Whether dystopian audio dramas or animated serials are your jam, the Prairie Theatre Exchange (PTE) has you covered.
After postponing in-person performances, PTE announced the March release of two digital projects. Places We Go, an episodic series, streams from March 1 to 31 and is followed by A Dance to the End of the World, an audio drama available from March 14 to Apr. 10. Both are free of charge and can be enjoyed anywhere with an internet connection.
Hazel Venzon and her husband, illustrator David Oro were approached by PTE’s artistic director, Thomas Morgan Jones, to commission a digital show.
“The criteria was that it should be beautiful, hopeful and digital and be offered as an episodic,” Venzon says. “I brought it to David, and he was the first one to say ‘we should do Places We Go.’”
Several years ago, when Venzon lived in Yukon, she was asked to tell a Filipino folk tale at a children’s literacy event. After having difficulty translating folk stories from Tagalog into English without sacrificing the cultural nuances, Venzon decided to take a different route.
She made one up.
Inspired by her cousin’s story of being separated from her family in the Philippines for six years, Venzon created Places We Go, which is told from the perspective of a young Filipina girl whose nanay (mother) works in Winnipeg.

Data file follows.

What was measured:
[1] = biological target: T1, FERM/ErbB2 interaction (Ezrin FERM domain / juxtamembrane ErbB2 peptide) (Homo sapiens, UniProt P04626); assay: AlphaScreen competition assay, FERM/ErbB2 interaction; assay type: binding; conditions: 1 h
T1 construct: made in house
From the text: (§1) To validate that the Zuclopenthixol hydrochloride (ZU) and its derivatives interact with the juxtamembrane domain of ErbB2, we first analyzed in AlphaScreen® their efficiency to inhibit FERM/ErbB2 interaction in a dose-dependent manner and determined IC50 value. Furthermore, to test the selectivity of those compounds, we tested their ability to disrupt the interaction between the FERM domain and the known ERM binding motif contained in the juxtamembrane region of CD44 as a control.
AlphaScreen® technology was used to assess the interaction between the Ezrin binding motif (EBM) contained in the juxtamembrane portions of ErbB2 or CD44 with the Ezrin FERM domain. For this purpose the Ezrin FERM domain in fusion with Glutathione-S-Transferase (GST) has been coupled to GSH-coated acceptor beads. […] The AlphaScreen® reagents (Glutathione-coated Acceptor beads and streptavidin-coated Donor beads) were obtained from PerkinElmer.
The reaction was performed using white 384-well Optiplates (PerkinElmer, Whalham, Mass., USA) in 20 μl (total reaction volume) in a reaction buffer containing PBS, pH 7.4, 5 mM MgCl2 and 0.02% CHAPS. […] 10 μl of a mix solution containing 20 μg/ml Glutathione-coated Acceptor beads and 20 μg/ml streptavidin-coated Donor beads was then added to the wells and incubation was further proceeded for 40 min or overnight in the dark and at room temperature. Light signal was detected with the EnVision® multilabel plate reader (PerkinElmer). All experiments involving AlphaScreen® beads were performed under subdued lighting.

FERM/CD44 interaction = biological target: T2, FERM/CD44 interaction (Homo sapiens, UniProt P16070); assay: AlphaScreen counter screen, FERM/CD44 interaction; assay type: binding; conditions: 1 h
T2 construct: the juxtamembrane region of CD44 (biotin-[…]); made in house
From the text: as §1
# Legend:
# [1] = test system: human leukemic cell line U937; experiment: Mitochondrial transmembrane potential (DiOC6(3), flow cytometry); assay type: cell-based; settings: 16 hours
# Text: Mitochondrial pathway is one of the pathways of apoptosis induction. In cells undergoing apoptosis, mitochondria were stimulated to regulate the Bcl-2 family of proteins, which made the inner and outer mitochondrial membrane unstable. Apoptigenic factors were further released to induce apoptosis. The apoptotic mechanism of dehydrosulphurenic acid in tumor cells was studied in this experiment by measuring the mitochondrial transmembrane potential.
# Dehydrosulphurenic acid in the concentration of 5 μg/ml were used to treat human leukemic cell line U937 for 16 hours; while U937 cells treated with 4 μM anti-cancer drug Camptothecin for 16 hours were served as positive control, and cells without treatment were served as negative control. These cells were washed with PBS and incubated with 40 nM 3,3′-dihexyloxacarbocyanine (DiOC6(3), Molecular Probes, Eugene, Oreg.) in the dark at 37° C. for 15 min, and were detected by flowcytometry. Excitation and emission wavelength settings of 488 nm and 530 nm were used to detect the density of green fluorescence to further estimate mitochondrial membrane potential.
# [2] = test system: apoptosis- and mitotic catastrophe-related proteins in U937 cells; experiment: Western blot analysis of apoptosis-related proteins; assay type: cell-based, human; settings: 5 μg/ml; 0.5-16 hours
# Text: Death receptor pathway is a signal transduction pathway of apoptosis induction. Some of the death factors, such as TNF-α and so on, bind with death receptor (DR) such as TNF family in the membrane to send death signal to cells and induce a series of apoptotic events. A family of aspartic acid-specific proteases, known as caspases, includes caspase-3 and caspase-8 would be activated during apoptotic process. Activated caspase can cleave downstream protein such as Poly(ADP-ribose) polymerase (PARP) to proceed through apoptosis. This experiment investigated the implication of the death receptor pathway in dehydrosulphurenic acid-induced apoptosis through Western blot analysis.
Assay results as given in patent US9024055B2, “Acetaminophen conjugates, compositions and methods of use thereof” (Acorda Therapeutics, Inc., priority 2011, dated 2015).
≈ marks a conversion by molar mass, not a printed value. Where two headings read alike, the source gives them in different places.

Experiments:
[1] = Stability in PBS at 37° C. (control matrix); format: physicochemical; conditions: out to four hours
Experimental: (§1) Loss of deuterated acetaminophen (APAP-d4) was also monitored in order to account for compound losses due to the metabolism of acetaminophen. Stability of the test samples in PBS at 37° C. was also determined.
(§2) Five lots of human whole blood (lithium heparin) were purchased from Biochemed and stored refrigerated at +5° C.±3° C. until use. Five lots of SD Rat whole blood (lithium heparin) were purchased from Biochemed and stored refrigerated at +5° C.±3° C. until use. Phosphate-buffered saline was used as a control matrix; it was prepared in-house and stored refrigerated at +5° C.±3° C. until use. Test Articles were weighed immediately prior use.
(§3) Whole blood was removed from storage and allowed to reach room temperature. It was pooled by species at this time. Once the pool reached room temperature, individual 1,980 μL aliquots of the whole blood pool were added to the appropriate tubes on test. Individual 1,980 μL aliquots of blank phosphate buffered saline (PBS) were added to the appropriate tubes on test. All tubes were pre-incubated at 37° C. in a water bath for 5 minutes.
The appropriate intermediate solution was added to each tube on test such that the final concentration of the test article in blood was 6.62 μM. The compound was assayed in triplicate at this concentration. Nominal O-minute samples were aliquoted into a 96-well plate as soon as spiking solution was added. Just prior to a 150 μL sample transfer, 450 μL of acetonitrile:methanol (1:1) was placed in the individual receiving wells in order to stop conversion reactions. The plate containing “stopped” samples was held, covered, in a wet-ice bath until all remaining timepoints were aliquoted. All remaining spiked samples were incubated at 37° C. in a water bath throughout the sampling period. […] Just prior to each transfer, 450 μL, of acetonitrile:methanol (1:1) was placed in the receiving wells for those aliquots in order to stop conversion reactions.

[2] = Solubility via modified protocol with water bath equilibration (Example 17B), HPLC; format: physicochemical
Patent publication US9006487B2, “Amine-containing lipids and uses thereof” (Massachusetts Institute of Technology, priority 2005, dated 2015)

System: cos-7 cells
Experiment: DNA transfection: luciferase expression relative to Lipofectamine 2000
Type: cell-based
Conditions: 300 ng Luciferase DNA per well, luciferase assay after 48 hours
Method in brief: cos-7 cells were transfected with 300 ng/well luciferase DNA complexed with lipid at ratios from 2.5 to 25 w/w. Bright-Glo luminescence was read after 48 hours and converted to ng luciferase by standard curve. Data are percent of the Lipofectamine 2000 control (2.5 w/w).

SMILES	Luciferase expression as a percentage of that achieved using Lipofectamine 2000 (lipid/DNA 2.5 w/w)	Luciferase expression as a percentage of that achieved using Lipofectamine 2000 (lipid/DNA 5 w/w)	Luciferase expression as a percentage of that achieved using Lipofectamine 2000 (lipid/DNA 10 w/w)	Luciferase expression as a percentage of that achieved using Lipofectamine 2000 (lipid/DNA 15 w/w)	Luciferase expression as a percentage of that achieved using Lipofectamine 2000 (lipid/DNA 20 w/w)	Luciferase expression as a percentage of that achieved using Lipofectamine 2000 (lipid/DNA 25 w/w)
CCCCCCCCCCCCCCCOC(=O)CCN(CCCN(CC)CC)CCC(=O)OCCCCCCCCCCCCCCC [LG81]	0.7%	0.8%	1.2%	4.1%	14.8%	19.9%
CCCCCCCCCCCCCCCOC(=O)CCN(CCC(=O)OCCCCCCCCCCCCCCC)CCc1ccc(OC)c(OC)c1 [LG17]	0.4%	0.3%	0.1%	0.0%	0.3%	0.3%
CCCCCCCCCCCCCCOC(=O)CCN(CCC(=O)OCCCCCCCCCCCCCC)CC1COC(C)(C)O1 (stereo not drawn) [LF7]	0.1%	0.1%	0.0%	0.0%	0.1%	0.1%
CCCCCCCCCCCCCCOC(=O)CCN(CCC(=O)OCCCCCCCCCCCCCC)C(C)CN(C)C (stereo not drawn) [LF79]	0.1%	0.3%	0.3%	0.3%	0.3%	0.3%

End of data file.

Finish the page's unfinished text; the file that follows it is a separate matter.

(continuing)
“This girl is eight years old. She wakes up and chooses to buy her mother a birthday present, which is a plane ticket back to Manila,” she says. “The challenges that she finds are essentially the issues around poverty in the Philippines.”
“She learns the lesson, for the first time, that money can’t buy you love.”
The oral story of Places We Go toured through different mediums, languages and cities. Its latest installment at PTE features illustrations by Oro, Venzon’s voice acting and sound design by RP Singh.
The vision behind Jones’ project A Dance to the End of the World started a decade ago after Jones read a book about the bubonic plague. Ripe with metaphor, the audio drama critiques power relations through the tale of a pre-modern plague.
“It acts as a really interesting metaphor for government, capitalism or larger structures that inform who has power (and) how they exert power,” Jones says.
The project will be released as an audio play with accompanying digital illustrations. Shifting to the virtual realm allowed PTE to explore new ways to tell stories while expanding audience accessibility, Jones says.
“My main focus over the last number of years was to continue to tell stories and continue to reach people with stories,” Jones says.
“We say things like ‘digital production,’ but there are so many different ways that you can do that. For every way there is to do it, there’s an audience who prefers that or is only able to exclusively interact with that.”
To stream Places We Go and Dance to the End of the World free of charge, visit pte.mb.ca.
Published in Volume 76, Number 20 of The Uniter (March 10, 2022)